Crab Corner amps up Chilmark selectmen’s meeting

Families balk at continued closure, flock to petition.

A king or flood tide washes over the the commercial wharf in Menemsha on July 24 while a large recreation boat draws power with a trio of electrical cords tied to outlets on the bulkhead. Transient voltage potentially posing a threat when the wharf floods arose in discussion during the July 25 Chilmark selectmen's meeting. — Rich Saltzberg

With dissatisfaction palpable in the audience over the access ban to Crab Corner, Chilmark selectmen elected Tuesday evening to keep the spot closed until their next scheduled meeting in two weeks.

They also decided to monitor voltage in Menemsha waters for a span of 10 days and to seek advice from the Harbor Advisory Committee on possible solutions to both the marine electrical hazards that may still persist in Crab Corner and the rest of the harbor, even after a recent grounding repair to the adjacent transient dock electrical service, and to the threat posed by the propellers of boats visiting the transient dock.

The selectmen’s decisions came on the coattails of a petition drive by parents bent on reopening the popular children’s wading and crabbing spot and also on a surge of Crab Corner chatter across multiple social media platforms.

“I have had a number of people very aggressively discuss the fact that by keeping it closed we are ruining Menemsha and we’re changing the character of the town,” selectman Jim Malkin, the board’s harbor liaison, said. “And I said, Well, what would you do about the character of the town if your grandchild or child was electrocuted, or felt an electrical charge or suffered some harm?”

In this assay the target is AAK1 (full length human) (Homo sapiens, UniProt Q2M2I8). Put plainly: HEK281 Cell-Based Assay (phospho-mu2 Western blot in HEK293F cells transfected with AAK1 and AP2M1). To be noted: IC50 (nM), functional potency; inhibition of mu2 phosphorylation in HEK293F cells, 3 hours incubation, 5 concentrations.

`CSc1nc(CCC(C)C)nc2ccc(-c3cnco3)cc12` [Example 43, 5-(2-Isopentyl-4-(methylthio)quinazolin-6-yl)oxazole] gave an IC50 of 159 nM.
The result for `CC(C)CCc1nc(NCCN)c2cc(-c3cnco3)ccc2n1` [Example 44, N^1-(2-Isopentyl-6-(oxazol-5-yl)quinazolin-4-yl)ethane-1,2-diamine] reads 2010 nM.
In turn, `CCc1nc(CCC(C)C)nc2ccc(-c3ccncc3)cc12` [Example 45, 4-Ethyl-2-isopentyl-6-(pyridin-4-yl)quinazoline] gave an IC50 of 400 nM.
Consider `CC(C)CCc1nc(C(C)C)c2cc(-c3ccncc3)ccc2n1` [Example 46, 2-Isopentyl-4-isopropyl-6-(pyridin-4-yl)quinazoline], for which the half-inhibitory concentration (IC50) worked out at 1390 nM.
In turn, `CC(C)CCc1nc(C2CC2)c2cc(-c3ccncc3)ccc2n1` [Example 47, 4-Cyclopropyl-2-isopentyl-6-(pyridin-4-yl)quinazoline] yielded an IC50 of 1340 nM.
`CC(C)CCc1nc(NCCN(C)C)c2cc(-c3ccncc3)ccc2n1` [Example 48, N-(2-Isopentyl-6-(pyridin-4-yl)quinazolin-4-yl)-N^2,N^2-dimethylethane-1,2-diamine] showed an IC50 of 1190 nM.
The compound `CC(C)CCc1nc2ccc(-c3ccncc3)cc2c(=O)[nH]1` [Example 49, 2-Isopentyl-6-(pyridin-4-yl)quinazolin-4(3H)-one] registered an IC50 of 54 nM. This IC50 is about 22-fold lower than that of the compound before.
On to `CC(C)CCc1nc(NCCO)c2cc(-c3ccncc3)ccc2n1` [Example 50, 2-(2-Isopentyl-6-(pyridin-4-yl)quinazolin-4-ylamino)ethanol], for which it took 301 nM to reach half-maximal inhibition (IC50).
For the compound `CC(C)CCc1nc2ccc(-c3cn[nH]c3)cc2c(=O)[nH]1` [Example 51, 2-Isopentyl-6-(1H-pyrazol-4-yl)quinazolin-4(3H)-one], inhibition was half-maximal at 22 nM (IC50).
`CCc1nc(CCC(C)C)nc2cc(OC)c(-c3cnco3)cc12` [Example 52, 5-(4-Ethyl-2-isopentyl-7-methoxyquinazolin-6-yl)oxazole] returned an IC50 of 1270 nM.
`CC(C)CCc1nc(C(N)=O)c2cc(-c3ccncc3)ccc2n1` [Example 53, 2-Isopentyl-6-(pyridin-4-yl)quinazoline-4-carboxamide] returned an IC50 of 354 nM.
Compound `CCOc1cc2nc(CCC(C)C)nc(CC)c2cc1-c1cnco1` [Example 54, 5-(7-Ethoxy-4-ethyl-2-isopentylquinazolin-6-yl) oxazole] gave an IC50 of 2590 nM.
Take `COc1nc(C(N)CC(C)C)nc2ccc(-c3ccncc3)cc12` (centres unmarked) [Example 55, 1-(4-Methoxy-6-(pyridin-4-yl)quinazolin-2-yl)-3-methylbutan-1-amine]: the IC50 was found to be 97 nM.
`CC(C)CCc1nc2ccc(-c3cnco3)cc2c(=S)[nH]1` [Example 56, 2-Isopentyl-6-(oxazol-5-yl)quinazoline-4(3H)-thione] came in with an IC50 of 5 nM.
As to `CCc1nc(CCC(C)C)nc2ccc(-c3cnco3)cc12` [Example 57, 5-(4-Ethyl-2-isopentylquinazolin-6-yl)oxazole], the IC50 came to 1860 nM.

Mr. Malkin put into perspective the two problems currently handicapping Crab Corner.

“We have an issue that has to do with propellers and the proximity to people who are swimming and wading,” he said, “which has been an issue we’ve dealt with before. And now we have an issue of electricity in the harbor, which is relatively a new issue for us.”

Mr. Malkin also said that his own family harbors an affinity for Crab Corner: “Myself, my children, my grandchildren love Crab Corner, so I’d certainly love to see Crab Corner open.”

While he could envision a solution to the problem of propellers, Mr. Malkin said, “I really don’t know what to do about the electricity.”

Improperly grounded boats have the potential to leak voltage into the water, he said, and he pointed to a recent death in Cleveland where the cause was believed to be electricity that seeped from a recreational boat.

“My own belief is that until someone can tell me that we’re safe, and the children are safe, I have an issue with Crab Corner being open,” he said.

Boats notwithstanding, selectman Warren Doty said that the selectmen deemed Menemsha Harbor’s electrical infrastructure adheres to regulations.

“It is our opinion at this time that everything that has been done in the harbor, especially in that new area [transient dock], is up to code and has been inspected by our certified wiring inspector,” he said. “At the same time, we’ve asked to have a complete review of all the electric work in the harbor,” he said. The review will be conducted by inspector of wires Cole Powers, and take place in a “few weeks,” according to Mr. Malkin.

Beach committee member Margaret Maida said that she heard an electrical problem occurred in Menemsha over the weekend and that electrician Rick Penny was called in to address it. “He did something on the dock and it was fixed,” she said.